Though most of the former high flyers appear to have been more successful than poor Mark Povey in preserving their glamorous lifestyles, some have not. It was reported recently that Kevin Parry (would-be America's Cup winner) has returned to work as a discount furniture salesman.
Russell Goward, a court heard in January, had been forced to sell his A$5.5 million mansion along with other assets, owed some A$33 million and was then unemployed. Recent reports have him concentrating on physical fitness rather than company finances: the man who regularly jogged round Hyde Park on his London buying sprees now runs marathons and triathlons.
Warwick "Young Wokka" Fairfax - hardly a flamboyant entrepreneur, but a boy/man who was willing nevertheless to take a huge risk to acquire (and subsequently lose) his family's 150-year-old publishing group - has returned to born-again Christian obscurity in the United States.
So what went wrong? Why have so many of Australia's entrepreneurs gone from bust to boom and back again so quickly? As Elliott soberly noted, they should not necessarily be regarded as a homogeneous group grappling with the same set of problems. "They're all very different. It's not for me to comment but the late Holmes a Court ... he was a shrewd tactician but he didn't ever run a major business. Alan Bond was more the wheeler-dealer, Rupert Murdoch has built a major business ..."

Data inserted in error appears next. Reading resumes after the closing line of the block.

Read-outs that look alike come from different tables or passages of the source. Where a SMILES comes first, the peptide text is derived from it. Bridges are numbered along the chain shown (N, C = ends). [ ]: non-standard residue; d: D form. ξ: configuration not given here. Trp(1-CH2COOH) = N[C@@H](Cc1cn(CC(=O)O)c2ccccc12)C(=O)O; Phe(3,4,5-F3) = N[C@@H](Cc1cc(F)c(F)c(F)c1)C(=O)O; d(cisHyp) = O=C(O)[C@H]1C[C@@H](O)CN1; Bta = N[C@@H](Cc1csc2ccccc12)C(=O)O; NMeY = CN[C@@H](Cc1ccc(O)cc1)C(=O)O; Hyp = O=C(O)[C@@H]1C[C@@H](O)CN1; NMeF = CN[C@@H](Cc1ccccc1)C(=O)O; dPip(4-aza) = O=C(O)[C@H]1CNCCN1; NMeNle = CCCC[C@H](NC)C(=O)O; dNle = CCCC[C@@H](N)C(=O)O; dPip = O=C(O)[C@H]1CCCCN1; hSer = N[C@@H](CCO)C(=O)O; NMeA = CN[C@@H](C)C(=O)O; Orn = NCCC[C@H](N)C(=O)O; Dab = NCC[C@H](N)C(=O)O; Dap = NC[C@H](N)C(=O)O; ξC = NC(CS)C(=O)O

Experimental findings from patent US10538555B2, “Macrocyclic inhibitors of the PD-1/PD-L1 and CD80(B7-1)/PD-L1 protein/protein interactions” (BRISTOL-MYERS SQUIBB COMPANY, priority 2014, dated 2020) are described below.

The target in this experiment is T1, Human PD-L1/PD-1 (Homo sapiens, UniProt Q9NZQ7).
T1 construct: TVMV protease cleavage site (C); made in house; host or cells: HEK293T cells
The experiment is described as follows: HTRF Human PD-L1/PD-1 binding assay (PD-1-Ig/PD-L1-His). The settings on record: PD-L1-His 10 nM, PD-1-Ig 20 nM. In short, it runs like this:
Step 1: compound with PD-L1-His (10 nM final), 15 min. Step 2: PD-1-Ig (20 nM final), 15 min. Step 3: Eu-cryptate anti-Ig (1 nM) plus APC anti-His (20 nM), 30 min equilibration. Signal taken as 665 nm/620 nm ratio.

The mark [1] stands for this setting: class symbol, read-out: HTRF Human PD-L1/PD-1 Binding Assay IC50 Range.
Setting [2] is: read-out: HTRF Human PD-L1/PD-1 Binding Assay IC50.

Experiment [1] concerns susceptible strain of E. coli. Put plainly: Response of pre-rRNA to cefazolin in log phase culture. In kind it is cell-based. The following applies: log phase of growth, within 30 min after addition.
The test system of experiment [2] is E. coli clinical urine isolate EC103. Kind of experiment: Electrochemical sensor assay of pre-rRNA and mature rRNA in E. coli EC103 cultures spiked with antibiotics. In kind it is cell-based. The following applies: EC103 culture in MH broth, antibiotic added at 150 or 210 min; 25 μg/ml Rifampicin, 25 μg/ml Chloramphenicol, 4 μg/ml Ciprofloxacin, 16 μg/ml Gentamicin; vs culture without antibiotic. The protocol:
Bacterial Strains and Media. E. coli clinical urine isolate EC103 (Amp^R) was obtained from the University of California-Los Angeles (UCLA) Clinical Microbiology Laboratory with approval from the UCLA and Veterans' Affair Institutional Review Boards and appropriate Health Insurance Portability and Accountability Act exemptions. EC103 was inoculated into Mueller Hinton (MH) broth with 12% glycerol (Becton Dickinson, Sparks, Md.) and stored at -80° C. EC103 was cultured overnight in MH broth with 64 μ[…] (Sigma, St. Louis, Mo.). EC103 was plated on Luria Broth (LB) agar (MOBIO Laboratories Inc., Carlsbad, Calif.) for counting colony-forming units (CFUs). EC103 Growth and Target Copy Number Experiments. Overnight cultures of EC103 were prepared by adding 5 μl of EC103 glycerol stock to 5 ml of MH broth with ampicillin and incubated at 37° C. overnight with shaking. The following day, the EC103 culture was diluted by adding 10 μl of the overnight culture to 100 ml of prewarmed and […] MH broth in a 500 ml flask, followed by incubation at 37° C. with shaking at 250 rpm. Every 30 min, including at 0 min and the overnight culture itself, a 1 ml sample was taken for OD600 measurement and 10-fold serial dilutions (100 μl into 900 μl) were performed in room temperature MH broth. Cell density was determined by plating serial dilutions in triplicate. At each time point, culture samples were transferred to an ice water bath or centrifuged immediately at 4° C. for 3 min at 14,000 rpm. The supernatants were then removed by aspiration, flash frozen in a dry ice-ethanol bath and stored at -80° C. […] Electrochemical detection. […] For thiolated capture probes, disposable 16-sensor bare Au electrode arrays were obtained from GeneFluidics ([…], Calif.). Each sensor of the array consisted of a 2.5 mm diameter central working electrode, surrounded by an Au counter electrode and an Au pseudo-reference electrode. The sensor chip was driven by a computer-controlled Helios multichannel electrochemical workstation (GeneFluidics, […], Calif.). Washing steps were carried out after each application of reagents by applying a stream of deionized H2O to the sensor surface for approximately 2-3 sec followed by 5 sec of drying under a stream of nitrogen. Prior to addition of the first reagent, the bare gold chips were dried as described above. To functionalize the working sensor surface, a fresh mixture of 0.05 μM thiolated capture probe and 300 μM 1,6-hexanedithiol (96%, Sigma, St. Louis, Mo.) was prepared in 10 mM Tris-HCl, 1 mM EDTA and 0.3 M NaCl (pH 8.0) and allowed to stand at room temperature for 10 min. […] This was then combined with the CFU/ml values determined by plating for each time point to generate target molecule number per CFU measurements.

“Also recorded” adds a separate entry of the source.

What united them was the attempt, often in the face of increased financial adversity, to grow too far, too fast. As leading analyst Ray Block explains, Australian entrepreneurs went out with a "world is my oyster" attitude. They moved in a blur of new deals, new figures, new borrowings, the audacity of today's deal frequently camouflaging the shortcomings of yesterday's.
Inevitably the day of reckoning came as debt-laden empires tried to accommodate and pay for high-priced (indeed overpriced) assets, and became overstretched. Some, like Holmes a Court, misread the bull market and were caught out in the 1987 crash; others, such as Bond or Skase, sought to prosper from it, despite soaring interest rates and falling property prices. Eventually almost all went a "deal too far".
In the case of Bond, for example, it was the ill-timed and ill-advised takeover attempt on Tiny Rowland's Lonrho, which responded, predictably, with what one Bond executive called a "broken bottle attack" which did enormous damage both to Bond Corporation finances and international credibility.
In the case of Skase it was the grandiose plan to gain control of the world famous MGM/United Artists. Later a chastened Skase admitted that he had "been guilty of taking my eye off the ball". In fact he had too many balls in the air.
In the case of Elliott it was the attempt to use investment company Harlin to gain control of Elders.